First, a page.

Article Text

Attributes, skills and actions of clinical leadership in nursing as reported by hospital nurses: a cross-sectional study
  1. Majd T Mrayyan1,
  2. Abdullah Algunmeeyn2,
  3. Hamzeh Y Abunab3,
  4. Ola A Kutah2,
  5. Imad Alfayoumi3,
  6. Abdallah Abu Khait1
  1. 1Department of Community and Mental Health Nursing, Faculty of Nursing, The Hashemite University, Zarqa, Jordan
  2. 2Advanced Nursing Department, Faculty of Nursing, Isra University, Amman, Jordan
  3. 3Basic Nursing Department, Faculty of Nursing, Isra University, Amman, Jordan
  1. Correspondence to Dr Majd T Mrayyan, Department of Community and Mental Health Nursing, Faculty of Nursing, The Hashemite University, Zarqa 13133, Jordan; mmrayyan{at}hu.edu.jo

Abstract

Background Research shows a significant growth in clinical leadership from a nursing perspective; however, clinical leadership is still misunderstood in all clinical environments. Until now, clinical leaders were rarely seen in hospitals’ top management and leadership roles.

Purpose This study surveyed the attributes and skills of clinical nursing leadership and the actions that effective clinical nursing leaders can do.

Methods In 2020, a cross-sectional design was used in the current study using an online survey, with a non-random purposive sample of 296 registered nurses from teaching, public and private hospitals and areas of work in Jordan, yielding a 66% response rate. Data were analysed using descriptive analysis of frequency and central tendency measures, and comparisons were performed using independent t-tests.

Results The sample consists mostly of junior nurses. The ‘most common’ attributes associated with clinical nursing leadership were effective communication, clinical competence, approachability, role model and support. The ‘least common’ attribute associated with clinical nursing leadership was ‘controlling’. The top-rated skills of clinical leaders were having a strong moral character, knowing right and wrong and acting appropriately. Leading change and service improvement were clinical leaders’ top-rated actions. An independent t-test on key variables revealed substantial differences between male and female nurses regarding the actions and skills of effective clinical nursing leadership.

Conclusions The current study looked at clinical leadership in Jordan’s healthcare system, focusing on the role of gender in clinical nursing leadership. The findings advocate for clinical leadership by nurses as an essential element of value-based practice, and they influence innovation and change. As clinical leaders in various hospitals and healthcare settings, more empirical work is needed to build on clinical nursing in general and the attributes, skills and actions of clinical nursing leadership of nursing leaders and nurses.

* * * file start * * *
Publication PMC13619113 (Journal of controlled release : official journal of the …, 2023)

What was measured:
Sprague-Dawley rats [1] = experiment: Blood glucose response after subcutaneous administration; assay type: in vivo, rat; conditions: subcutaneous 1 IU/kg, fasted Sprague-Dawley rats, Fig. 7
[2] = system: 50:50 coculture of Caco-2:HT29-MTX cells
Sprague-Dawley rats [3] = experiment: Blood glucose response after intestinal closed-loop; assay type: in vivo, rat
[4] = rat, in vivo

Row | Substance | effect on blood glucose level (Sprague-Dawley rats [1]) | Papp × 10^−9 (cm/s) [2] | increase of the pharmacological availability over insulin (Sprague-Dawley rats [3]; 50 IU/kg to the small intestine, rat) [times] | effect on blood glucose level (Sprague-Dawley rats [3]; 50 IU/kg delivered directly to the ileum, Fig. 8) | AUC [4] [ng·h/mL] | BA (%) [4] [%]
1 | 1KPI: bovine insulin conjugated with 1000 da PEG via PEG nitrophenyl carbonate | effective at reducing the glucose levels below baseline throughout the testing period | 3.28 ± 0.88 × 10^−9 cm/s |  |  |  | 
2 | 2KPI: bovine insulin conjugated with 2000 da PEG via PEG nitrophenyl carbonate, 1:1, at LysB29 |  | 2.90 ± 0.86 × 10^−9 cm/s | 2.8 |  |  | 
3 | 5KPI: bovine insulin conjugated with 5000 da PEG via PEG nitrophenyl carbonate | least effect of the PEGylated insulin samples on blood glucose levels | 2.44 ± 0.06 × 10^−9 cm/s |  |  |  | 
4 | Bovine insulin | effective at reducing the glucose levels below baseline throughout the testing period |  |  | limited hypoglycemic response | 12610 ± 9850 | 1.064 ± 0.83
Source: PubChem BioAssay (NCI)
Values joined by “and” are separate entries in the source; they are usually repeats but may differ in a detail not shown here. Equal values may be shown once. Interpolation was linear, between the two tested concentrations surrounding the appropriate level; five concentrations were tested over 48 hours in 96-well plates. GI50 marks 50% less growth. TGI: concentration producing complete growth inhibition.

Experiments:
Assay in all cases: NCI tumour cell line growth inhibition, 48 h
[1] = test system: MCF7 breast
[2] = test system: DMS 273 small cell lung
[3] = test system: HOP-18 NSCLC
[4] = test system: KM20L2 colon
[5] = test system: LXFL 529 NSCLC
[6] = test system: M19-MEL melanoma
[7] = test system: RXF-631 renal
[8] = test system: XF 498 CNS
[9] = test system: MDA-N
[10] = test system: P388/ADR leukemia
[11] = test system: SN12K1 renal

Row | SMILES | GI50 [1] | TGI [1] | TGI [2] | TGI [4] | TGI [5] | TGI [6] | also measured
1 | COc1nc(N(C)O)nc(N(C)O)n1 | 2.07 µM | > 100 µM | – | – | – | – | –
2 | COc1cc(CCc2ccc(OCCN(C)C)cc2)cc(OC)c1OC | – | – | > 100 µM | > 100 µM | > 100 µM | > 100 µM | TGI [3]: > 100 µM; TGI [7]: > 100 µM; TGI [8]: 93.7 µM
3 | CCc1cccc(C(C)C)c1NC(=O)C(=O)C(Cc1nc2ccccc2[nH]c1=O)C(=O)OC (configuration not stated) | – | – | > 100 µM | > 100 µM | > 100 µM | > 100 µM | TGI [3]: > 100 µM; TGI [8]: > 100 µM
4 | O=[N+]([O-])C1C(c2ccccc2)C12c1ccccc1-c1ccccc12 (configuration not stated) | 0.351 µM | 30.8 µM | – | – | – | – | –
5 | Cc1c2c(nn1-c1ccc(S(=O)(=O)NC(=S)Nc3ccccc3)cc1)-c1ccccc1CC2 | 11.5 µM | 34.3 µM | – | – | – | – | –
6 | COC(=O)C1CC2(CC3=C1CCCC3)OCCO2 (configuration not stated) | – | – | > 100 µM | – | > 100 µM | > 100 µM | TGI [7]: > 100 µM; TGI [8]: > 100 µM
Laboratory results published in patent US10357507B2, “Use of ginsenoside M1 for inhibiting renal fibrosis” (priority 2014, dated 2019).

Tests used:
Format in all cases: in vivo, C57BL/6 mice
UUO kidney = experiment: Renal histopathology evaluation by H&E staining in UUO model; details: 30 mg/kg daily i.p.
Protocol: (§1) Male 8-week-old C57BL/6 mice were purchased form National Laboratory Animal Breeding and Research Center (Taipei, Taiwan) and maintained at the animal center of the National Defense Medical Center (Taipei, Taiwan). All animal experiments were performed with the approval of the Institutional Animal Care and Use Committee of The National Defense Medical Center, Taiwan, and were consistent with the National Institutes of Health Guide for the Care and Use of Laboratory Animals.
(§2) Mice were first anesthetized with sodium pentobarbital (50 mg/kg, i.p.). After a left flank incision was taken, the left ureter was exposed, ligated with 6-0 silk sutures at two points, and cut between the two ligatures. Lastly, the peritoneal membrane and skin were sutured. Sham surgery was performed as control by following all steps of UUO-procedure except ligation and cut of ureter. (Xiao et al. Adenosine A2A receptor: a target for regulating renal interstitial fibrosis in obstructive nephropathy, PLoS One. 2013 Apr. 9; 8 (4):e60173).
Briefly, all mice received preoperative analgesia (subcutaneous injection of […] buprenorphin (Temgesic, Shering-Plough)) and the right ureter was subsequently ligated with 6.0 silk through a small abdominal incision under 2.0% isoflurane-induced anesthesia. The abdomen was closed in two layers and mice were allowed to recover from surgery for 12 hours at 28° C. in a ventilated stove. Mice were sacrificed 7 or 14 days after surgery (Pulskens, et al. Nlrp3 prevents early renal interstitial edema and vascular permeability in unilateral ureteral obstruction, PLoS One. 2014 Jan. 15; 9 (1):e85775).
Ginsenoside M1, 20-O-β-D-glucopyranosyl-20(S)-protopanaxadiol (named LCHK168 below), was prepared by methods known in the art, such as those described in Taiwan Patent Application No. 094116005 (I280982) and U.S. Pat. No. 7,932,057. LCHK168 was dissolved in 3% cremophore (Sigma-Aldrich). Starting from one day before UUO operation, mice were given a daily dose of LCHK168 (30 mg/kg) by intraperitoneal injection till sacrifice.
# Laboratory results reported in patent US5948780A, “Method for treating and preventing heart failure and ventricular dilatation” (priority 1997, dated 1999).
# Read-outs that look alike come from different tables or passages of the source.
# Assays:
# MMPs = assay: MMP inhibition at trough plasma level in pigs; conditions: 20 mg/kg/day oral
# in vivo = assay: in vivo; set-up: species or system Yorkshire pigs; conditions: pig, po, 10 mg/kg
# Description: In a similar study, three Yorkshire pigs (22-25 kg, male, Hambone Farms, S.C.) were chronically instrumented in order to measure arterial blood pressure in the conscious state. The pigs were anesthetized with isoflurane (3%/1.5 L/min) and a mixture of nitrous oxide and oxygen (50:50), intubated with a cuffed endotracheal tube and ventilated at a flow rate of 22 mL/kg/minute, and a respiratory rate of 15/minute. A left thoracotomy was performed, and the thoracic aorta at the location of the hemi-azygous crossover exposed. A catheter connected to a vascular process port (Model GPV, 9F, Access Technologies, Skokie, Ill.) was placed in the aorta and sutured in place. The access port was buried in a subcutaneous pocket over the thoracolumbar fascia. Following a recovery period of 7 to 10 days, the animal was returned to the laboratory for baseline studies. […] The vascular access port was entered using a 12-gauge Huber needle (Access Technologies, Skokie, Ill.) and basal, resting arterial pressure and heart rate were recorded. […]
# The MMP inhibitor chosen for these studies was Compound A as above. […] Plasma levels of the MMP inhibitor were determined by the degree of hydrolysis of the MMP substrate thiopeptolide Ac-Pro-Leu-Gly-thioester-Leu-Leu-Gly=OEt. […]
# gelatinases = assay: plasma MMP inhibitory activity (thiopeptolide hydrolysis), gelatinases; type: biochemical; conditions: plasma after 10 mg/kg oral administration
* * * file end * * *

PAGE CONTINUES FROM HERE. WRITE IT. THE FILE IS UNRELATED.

• clinical leadership
  • health system
  • leadership assessment

Data availability statement

Data are available on request due to privacy/ethical restrictions. https://authorservices.taylorandfrancis.com/data-sharing/share-your-data/data-availability-statements/

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WHAT IS ALREADY KNOWN ON THIS TOPIC

  • Clinical leadership was limited to service managers; however, currently, all clinicians are invited to participate in leadership practices. Clinical leaders are needed in various healthcare settings to produce positive outcomes.

WHAT THIS STUDY ADDS

  • This study outlined clinical leadership attributes, skills and actions to understand clinical nursing leadership better. The current study highlighted the role of gender in clinical nursing leadership, and it asserts that effective clinical nursing leadership is warranted to improve the efficiency and effectiveness of care. The results call for nurses’ clinical leadership as essential in today’s turbulent work environment.

HOW THIS STUDY MIGHT AFFECT RESEARCH, PRACTICE OR POLICY

  • Nurses and clinical leaders need additional attributes, skills and actions. Clinical nursing leaders should use innovative interventions and have skills or actions to manage current work environments. Further work is needed to build on clinical nursing in general and the attributes, skills and actions of clinical nursing leadership. Clinical leadership programmes must be integrated into the nursing curricula.